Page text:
Sunday, 27 March 2011

Today was a sad day as Polly, the island's Rose-ringed Parakeet was brutally murdered in front of observatory staff by a large female Sparrowhawk. An obituary/song is at the bottom of this post in her memory.

Despite this, many migrants moved through and fed in the island’s vegetated areas throughout the day; a few early arrivals and firsts for the year were also seen. The Hawfinch was again present for his fifth day, and was seen frequently in Ty Pellaf garden during the day. A Ring Ouzel- the first record for the year- was discovered in the plantation, and moved up the mountainside not long after; other thrushes seen during the day included ten Blackbirds, two Song Thrushes and three Redwings. Two Black Redstarts were at either ends of the island, with single birds at the lighthouse and by the abbey. The first Sandwich Tern of the year was seen feeding in Solfach at midday. This is only a day after the earliest ever record in 2009. A Gannet and a few Cormorants were the only other birds at sea. In total, fifty four Wheatears were scattered around the islands coast, with most arriving during the day. A couple Swallows moved through with fifty two Sand Martins whilst nine Willow Warblers, fifty two Chiffchaffs and eight Goldcrests were the only warblers present on the island. A Grey Plover was seen late in the afternoon, calling a few times on the narrows before it flew off down the west side. A Lapland Bunting was also seen.

Stonechat (c) Steve Stansfield
 Hawfinch (c) Steven Stansfield
Northern Wheatears (c) Steven Stansfield
 Cormorant (c) Steven Stansfield
 Grey Seal (c) Steven Stansfield
  Willow Warbler (c) Steven Stansfield
Linnet (c) Steven Stansfield
A Grey Plover made a flying visit (literally) in the afternoon.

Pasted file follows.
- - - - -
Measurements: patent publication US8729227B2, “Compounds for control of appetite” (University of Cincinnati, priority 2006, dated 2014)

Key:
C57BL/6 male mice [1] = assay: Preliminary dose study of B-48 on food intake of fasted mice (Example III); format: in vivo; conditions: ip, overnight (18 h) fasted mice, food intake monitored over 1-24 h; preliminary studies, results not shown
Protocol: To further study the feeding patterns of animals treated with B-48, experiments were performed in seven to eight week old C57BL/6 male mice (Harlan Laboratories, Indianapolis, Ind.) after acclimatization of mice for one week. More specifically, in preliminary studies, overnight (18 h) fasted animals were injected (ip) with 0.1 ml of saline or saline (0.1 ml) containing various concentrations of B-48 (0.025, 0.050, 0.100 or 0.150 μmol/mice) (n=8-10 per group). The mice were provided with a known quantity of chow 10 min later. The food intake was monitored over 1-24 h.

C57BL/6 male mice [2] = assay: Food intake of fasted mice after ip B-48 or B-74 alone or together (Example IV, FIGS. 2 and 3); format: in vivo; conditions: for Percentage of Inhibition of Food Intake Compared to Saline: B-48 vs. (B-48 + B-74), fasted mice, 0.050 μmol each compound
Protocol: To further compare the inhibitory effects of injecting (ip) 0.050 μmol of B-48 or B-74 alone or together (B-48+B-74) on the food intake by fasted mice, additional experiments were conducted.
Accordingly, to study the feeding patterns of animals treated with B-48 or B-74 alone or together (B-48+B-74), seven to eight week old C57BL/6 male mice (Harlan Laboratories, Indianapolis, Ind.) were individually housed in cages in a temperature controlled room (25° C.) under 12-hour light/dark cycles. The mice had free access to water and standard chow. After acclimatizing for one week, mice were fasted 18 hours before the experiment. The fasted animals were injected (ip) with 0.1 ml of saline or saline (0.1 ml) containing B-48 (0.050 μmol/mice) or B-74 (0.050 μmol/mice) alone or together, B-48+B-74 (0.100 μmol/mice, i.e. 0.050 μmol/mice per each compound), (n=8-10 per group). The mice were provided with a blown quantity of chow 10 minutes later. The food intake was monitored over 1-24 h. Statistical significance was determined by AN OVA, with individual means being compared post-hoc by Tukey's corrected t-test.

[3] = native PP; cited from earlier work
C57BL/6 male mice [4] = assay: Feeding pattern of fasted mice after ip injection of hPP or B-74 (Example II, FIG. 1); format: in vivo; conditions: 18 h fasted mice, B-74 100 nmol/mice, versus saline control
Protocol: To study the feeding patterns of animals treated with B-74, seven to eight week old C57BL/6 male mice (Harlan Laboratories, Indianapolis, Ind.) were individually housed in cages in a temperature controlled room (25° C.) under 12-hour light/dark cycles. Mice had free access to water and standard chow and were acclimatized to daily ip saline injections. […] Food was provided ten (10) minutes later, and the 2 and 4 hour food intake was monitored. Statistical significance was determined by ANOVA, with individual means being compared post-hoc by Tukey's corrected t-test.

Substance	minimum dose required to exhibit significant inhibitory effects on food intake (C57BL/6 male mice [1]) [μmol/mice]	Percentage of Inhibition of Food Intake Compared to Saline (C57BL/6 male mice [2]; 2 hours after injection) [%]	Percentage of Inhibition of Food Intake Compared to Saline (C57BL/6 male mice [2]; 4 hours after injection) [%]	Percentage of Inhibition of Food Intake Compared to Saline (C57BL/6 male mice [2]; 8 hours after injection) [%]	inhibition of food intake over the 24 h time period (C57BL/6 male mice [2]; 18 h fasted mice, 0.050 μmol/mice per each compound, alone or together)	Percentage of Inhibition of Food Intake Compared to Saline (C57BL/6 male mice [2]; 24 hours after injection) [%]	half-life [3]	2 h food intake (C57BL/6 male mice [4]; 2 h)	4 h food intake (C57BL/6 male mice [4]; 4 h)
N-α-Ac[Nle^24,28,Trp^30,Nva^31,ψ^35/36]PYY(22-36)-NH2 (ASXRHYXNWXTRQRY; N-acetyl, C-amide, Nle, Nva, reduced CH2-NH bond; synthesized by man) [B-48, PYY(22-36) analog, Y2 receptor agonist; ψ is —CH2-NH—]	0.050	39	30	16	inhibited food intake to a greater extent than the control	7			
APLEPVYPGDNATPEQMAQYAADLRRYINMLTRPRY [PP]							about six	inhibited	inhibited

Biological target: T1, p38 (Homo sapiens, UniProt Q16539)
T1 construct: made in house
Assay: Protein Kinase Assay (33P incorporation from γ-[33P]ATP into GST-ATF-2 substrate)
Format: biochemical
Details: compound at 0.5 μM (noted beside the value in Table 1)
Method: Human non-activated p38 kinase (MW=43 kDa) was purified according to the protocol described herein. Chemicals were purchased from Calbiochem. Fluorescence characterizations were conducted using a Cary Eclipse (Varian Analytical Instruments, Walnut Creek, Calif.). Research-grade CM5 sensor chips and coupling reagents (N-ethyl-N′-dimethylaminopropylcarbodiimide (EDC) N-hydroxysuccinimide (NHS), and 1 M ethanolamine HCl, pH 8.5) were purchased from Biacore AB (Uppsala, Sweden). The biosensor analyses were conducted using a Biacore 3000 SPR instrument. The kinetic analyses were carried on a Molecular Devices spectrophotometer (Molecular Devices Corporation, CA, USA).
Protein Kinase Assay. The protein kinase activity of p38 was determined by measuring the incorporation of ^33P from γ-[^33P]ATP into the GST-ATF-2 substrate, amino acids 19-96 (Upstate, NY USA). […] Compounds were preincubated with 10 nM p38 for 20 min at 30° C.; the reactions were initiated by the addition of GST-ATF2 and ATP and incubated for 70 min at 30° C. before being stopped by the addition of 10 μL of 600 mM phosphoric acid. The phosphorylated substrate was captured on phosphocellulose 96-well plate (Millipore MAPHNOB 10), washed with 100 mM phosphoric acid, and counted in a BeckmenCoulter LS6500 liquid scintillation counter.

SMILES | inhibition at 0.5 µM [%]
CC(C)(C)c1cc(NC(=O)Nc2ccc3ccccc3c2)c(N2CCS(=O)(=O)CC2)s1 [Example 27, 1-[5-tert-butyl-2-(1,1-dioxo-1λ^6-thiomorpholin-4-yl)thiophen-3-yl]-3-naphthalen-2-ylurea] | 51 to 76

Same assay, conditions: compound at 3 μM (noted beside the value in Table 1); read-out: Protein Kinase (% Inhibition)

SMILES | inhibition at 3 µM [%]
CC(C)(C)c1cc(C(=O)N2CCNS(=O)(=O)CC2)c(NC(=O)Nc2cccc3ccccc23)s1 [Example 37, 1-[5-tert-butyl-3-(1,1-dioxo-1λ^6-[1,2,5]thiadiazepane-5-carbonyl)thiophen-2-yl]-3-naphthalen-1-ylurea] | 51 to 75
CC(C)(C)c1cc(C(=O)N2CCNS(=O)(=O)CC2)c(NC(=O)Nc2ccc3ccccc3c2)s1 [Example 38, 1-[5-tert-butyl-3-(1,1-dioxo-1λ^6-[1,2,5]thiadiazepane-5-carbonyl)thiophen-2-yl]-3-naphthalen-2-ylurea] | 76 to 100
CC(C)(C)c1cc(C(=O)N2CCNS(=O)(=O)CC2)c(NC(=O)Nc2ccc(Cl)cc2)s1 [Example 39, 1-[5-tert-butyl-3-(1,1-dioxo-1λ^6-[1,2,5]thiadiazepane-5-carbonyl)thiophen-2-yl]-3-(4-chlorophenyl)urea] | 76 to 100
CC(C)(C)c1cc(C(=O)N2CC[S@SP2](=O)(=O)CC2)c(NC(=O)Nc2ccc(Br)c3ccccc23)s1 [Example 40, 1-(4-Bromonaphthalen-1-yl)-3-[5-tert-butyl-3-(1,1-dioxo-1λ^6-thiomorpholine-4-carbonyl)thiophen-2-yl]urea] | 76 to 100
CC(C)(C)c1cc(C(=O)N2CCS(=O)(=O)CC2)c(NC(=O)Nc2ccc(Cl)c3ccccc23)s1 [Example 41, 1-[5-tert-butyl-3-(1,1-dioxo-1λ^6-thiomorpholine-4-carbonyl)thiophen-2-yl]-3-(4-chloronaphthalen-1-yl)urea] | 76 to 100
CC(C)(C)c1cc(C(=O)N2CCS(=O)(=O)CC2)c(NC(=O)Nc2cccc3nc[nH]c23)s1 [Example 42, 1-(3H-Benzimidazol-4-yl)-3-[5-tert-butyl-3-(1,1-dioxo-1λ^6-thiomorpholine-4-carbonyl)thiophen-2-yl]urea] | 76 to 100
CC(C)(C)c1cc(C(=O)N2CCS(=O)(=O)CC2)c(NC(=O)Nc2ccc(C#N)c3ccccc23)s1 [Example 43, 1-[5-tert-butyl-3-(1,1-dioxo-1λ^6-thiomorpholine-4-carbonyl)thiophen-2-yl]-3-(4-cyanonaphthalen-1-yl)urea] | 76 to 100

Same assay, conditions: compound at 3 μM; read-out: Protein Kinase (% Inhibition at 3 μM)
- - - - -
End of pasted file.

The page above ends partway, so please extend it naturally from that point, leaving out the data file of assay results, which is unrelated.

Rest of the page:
A Caloptilia stigmatella was the only moth of note caught during the night.


by Giselle Eagle, Richard Brown, Emyr Roberts and Don McLean

A long, long time ago,
I can still remember how that Parrot used to make me smile.
And I knew without any doubt,
I could put some apples out,
and maybe she’d be happy for a while…

But February made her shiver,
with every flyby the Sprawk delivered.
Bad news on the hillside,
she had nowhere to hide.

I can’t remember if I cried,
when I saw a Sprawk take her for a ride,
but something touched me deep inside,
the day that Polly died


So bye bye Polly, goodbye,
your body wasn’t heavy and the Sprawk took you high,
she’s now on the hillside eating Green Parrot Pie,
singing ‘this is the day that you died,
this is the day that you died’.

Did you give the cage a shove,
to escape into the sky above,
through the open bay window?
And do we believe in Parrot control,
or should we preserve your mortal soul?
It doesn’t matter now that you had a deformed toe.

And we know that you were a silly thing,
‘cos we saw you squawking on the wing,
and so did the Sparrowhawk,
and now you’re all over the floor…

You were a lonely Rose-ringed Parakeet,
with a black lower mandible and scabby feet,
but you looked like a tasty treat,
the day that Polly died

(chorus) repeat to fade


  1. Oh, that is so sad. You have me weeping. :-(

  2. fantastic poem! very sorry to hear of her departure, she will be missed!